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Jury sent out for verdict in Peter Wrighton murder trial

PUBLISHED: 11:03 28 February 2018 | UPDATED: 12:11 28 February 2018

Peter Wrighton. Picture: Norfolk Constabulary

Peter Wrighton. Picture: Norfolk Constabulary

Archant

The jury trying the case of a former soldier accused of murdering an 83-year-old dog walker in Norfolk woodland, have been sent out to consider its verdict.

Alexander Palmer. Picture: Facebook.Alexander Palmer. Picture: Facebook.

Peter Wrighton, a married father and grandfather from Banham, died after a rapid and frenzied knife attack in woods near to East Harling on August 5last year.

Alexander Palmer, 24, of Freesia Way, Cringleford, is on trial in Nottingham Crown Court after being charged with Mr Wrighton’s murder.

The Honourable Mr Justice Goose, who finished summing up the case yesterday, sent the jury of eight women and four men out at just after 10.30am today.

In closing address to the jury yesterday, prosecution barrister Stephen Spence said notes made by Palmer referring to voices in his head and his dislike of people, killing people, knives and stabbing and/or slashing throat as a method of killing were “prophetic” and were not a coincidence.

Mr Spence said: “We say there are no coincidences in this case.

“Having expressed desire to kill, Alex Palmer went to the Heath on that morning.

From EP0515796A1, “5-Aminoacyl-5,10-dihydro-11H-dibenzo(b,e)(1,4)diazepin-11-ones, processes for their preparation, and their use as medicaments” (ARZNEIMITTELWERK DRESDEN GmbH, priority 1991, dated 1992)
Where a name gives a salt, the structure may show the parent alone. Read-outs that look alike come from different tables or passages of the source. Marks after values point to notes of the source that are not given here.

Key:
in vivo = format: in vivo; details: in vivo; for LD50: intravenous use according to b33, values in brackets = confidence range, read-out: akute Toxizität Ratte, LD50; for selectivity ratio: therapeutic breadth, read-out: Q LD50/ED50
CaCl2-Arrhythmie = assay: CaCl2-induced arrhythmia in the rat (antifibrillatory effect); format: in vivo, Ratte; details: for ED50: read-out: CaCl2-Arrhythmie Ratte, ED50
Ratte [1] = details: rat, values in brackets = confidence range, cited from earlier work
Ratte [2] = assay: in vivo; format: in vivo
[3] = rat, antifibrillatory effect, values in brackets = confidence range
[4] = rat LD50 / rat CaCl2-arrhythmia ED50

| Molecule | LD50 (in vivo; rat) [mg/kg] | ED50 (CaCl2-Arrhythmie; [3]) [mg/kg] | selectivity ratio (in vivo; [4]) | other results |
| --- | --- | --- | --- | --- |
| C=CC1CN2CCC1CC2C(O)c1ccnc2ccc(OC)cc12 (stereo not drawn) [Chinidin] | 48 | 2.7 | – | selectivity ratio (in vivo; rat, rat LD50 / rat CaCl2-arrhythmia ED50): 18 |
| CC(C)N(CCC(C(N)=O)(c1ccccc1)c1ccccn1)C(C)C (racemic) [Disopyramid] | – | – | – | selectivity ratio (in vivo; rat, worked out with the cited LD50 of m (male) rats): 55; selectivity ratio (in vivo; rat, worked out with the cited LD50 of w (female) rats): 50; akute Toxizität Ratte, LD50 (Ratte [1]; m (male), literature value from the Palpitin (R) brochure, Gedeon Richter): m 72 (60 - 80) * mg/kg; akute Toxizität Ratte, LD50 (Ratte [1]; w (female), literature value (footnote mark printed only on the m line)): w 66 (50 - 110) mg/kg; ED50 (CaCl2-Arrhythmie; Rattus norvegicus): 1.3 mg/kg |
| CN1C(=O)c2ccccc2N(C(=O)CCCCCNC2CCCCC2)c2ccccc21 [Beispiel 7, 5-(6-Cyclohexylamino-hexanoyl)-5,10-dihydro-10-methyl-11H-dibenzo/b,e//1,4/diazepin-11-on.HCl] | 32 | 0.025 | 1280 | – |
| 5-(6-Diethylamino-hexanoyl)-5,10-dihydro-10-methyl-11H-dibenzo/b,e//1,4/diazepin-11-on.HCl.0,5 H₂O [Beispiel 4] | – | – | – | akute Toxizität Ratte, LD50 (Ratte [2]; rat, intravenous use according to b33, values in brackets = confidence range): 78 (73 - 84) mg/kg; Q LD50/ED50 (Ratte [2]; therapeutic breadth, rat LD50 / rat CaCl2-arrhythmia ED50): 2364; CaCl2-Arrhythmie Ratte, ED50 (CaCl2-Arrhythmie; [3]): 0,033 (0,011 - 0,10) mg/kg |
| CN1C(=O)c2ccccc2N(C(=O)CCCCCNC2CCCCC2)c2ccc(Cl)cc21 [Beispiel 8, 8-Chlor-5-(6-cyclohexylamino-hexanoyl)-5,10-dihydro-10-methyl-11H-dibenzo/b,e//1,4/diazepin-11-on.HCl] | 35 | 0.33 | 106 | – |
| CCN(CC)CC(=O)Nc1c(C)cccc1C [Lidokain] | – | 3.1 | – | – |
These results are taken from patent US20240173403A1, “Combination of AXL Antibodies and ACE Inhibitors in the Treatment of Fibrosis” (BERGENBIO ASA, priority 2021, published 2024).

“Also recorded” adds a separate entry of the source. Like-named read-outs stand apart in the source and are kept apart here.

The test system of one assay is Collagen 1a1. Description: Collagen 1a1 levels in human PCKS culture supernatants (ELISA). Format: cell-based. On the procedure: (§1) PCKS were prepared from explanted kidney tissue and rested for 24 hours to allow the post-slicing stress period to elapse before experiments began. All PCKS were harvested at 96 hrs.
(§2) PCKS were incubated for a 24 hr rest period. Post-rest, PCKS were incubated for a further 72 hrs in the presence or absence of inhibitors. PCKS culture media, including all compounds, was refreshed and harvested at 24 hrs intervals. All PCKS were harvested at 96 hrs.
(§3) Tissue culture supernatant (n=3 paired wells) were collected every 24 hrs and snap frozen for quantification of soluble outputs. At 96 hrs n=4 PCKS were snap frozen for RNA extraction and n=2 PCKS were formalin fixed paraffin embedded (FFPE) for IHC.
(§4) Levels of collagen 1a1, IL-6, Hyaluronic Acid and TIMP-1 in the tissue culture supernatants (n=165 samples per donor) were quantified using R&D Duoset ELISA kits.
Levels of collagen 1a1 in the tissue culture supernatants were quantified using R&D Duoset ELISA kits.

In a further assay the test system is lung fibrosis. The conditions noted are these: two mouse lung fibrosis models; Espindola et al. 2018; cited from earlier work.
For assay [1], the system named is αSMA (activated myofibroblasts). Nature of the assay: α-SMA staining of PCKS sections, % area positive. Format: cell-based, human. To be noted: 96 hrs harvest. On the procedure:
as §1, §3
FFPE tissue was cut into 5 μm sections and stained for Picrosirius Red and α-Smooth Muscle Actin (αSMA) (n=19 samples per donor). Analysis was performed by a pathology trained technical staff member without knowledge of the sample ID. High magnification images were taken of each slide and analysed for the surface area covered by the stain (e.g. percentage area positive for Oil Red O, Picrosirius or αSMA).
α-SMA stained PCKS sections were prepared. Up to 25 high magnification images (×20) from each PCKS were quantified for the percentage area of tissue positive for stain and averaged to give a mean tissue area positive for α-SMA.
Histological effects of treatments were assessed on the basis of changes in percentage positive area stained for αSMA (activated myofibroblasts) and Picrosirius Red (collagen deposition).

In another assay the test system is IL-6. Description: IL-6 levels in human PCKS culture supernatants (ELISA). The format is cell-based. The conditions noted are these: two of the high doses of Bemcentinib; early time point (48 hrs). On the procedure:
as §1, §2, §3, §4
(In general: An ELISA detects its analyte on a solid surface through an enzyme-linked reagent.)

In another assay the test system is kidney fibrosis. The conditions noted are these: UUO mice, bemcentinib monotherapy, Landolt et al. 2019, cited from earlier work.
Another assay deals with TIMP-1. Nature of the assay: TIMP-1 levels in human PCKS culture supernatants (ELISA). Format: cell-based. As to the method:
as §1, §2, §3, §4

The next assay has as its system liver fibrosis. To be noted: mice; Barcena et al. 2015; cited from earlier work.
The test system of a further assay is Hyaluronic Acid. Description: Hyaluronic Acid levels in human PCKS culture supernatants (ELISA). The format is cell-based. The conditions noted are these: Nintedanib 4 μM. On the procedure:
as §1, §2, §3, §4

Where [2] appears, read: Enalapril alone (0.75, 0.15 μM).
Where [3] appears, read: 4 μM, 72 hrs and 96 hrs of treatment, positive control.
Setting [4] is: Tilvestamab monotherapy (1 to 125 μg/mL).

“He had in his car the knife that subsequently had gone missing and there out of the blue a man, a dog walker bred up losing his life; having his throat torn out, being stabbed through the eye to stop the staring.

“That’s no coincidence ladies and gentlemen.

“Alex Palmer went there that day to carry out his ambition, to carry out what he had written about, to carry out what he had spoken about.”

Meanwhile, the jury also heard from David Spens QC, defence barrister for Palmer who decided not to give evidence in the trial.

In his closing speech Mr Spens QC said because of what Palmer had said to mental health professionals the defendant “would appear to be a good candidate to be Mr Wrighton’s killer, I accept that.”

But he insisted the burden of proving the guilt of any defendant “lies with the prosecution from start to finish”.

He said: “The prosecution must make you sure of guilt beyond any reasonable doubt.”

He said suspicion alone was never enough to prove guilt.

Referring to some of the notes made by Palmer Mr Spens said they were a kind of “therapy” which got the thoughts out of his head and were not a “blueprint for action”.

He said at the heart of the case was pathological evidence in the case points to the killer being left-handed when his client was right-handed.

The trial continues.

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